"I haven't done this before," I say. "It's not easy."
"Do exactly what I say and you'll be fine," she says. "Curl your fingers around and hold it at an angle to the vertical. That's it. Now throw."
The two of us watch the little boomerang soar over the grass then plummet into a cowpat. "This isn't easy," I say, as we set off to retrieve it. "Are you sure they ever come back? Maybe it's one of those urban myths for wee boys."
"The big boys on Bondi Beach had no trouble with their boomerangs," she says.
"That's just tacky," I tell her. "And tactless. Just because I have skinny legs and don't know how to hold a boomerang. It's not a survival skill in the West of Scotland. I can dance, dribble a ball and solve differential equations. What more do you want?"
She raises her eyebrows in a manner that says way more than words. "It is a beautiful object," I say, studying the images of Australian animals, painted on the polished wood. "But it's very annoying. My hunter's instincts, honed by millennia of male evolution, should make this easy for me."
"Your hunter's instincts?" she says.
"The ones that make me good at throwing a javelin and parking a car," I tell her. "While you can cook, sew and find things in cupboards. That's your gatherer's instincts."
"Shut up and throw the boomerang," she says.
"I'll try one more time," I say. "Then I'm going to the pub. Why couldn't you get me a present from Australia that wouldn't make me look an idiot?"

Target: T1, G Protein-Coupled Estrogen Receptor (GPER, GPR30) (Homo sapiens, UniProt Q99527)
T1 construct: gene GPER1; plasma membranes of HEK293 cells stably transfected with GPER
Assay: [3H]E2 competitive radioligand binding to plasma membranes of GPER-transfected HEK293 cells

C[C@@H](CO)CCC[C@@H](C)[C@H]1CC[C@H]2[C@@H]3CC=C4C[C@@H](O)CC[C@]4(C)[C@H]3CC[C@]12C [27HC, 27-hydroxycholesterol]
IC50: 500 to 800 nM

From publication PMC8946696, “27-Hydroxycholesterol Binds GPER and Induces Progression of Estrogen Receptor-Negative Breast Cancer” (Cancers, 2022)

"I was only there three weeks," she says.
"Very good," I say, grabbing the shit-covered shaft. "Read the instructions again, will you please?"
"Stand at an angle to the wind," she says. "Hold the boomerang with one of its aerodynamic arms pointing away from you. Throw overhand and snap your wrist to make it spin. Once it's in flight do not look away. If you lose sight of it, adopt the 'mystery boomerang position'."
"I love that bit," I tell her.
"Turn your back, cover your head with your arms and crouch down," she reads. "If the boomerang hits you in the back it was a good throw."
"Last chance for one of those," I say, throwing hard, snapping my wrist and watching with pleasure as the little flying-machine soars through the air and starts banking left. The ground comes up and smacks it some distance away from us, but it's the first sign that I'm getting the hang of this.
"Always stop on a high when learning a new skill," I tell Susan in the pub later. "Makes you keen to try again. What was the best part of your holiday in Australia then?"
"My boy took me out for dinner on the last night, to the Melbourne restaurant where he's chef. I got him all to myself for the first time in years and we chatted for hours. It was a lovely evening."
She studies the bubbles in her beer. "He will come home," I tell her. "In a year or two."
"I'm not so sure," she says. "They've a great life out there. I think it'll be a long time before I see him again."
"Family's too important to him," I say. "He'll return, same as you. You went all the way there and flew home again. You're a bit of a boomerang, yourself."
"Elegantly curved and aesthetically pleasing?" she says.
"Comes back covered in sh...," I start to say, when my hunter's instincts sense her intention, I swiftly adopt the mystery boomerang position, and her raised hand passes harmlessly over my head.